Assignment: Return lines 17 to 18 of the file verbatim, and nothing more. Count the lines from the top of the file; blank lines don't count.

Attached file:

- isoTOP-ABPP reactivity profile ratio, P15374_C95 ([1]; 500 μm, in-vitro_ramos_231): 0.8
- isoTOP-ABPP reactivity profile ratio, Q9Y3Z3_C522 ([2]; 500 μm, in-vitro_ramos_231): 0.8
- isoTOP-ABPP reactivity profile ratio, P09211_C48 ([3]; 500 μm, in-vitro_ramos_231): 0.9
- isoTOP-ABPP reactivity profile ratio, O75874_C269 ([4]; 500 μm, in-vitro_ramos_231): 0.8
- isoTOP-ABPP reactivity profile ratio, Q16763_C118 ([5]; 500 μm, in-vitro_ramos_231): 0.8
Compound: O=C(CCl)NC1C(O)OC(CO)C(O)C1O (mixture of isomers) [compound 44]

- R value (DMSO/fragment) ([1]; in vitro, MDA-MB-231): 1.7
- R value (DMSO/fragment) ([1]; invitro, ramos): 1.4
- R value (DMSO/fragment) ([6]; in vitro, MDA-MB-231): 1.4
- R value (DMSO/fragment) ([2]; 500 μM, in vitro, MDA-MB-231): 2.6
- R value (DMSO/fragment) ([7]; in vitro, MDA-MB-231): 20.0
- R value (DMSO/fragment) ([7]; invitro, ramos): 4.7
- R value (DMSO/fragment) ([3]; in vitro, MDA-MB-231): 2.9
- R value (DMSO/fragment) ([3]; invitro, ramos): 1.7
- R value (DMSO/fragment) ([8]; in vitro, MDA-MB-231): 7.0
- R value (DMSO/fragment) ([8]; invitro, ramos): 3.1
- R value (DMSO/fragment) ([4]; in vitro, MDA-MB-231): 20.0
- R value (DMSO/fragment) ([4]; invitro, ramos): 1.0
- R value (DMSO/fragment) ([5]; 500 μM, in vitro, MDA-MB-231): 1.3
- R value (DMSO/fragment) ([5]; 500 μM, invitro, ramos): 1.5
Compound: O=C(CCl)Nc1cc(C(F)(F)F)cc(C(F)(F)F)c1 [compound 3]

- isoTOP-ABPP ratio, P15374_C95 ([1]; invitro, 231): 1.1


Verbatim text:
- R value (DMSO/fragment) ([4]; in vitro, MDA-MB-231): 20.0
- R value (DMSO/fragment) ([4]; invitro, ramos): 1.0